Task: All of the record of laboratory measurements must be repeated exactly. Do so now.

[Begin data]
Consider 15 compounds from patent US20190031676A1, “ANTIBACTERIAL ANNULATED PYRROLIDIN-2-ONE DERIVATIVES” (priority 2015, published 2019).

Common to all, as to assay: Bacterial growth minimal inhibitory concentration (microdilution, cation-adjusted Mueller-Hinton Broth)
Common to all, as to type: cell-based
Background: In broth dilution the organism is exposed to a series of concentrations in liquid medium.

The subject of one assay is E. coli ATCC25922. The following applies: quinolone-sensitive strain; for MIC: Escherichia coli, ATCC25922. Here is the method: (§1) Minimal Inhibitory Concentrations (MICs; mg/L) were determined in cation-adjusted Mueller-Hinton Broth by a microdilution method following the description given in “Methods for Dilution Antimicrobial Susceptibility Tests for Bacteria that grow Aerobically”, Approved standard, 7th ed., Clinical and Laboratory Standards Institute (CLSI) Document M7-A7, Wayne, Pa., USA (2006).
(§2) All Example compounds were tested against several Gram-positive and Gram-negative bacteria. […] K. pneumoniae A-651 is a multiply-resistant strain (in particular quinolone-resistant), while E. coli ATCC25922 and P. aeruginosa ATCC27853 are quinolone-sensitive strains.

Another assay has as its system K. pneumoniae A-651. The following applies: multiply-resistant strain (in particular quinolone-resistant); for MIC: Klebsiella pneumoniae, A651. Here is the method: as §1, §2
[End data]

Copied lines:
Consider 15 compounds from patent US20190031676A1, “ANTIBACTERIAL ANNULATED PYRROLIDIN-2-ONE DERIVATIVES” (priority 2015, published 2019).

Common to all, as to assay: Bacterial growth minimal inhibitory concentration (microdilution, cation-adjusted Mueller-Hinton Broth)
Common to all, as to type: cell-based
Background: In broth dilution the organism is exposed to a series of concentrations in liquid medium.

The subject of one assay is E. coli ATCC25922. The following applies: quinolone-sensitive strain; for MIC: Escherichia coli, ATCC25922. Here is the method: (§1) Minimal Inhibitory Concentrations (MICs; mg/L) were determined in cation-adjusted Mueller-Hinton Broth by a microdilution method following the description given in “Methods for Dilution Antimicrobial Susceptibility Tests for Bacteria that grow Aerobically”, Approved standard, 7th ed., Clinical and Laboratory Standards Institute (CLSI) Document M7-A7, Wayne, Pa., USA (2006).
(§2) All Example compounds were tested against several Gram-positive and Gram-negative bacteria. […] K. pneumoniae A-651 is a multiply-resistant strain (in particular quinolone-resistant), while E. coli ATCC25922 and P. aeruginosa ATCC27853 are quinolone-sensitive strains.

Another assay has as its system K. pneumoniae A-651. The following applies: multiply-resistant strain (in particular quinolone-resistant); for MIC: Klebsiella pneumoniae, A651. Here is the method: as §1, §2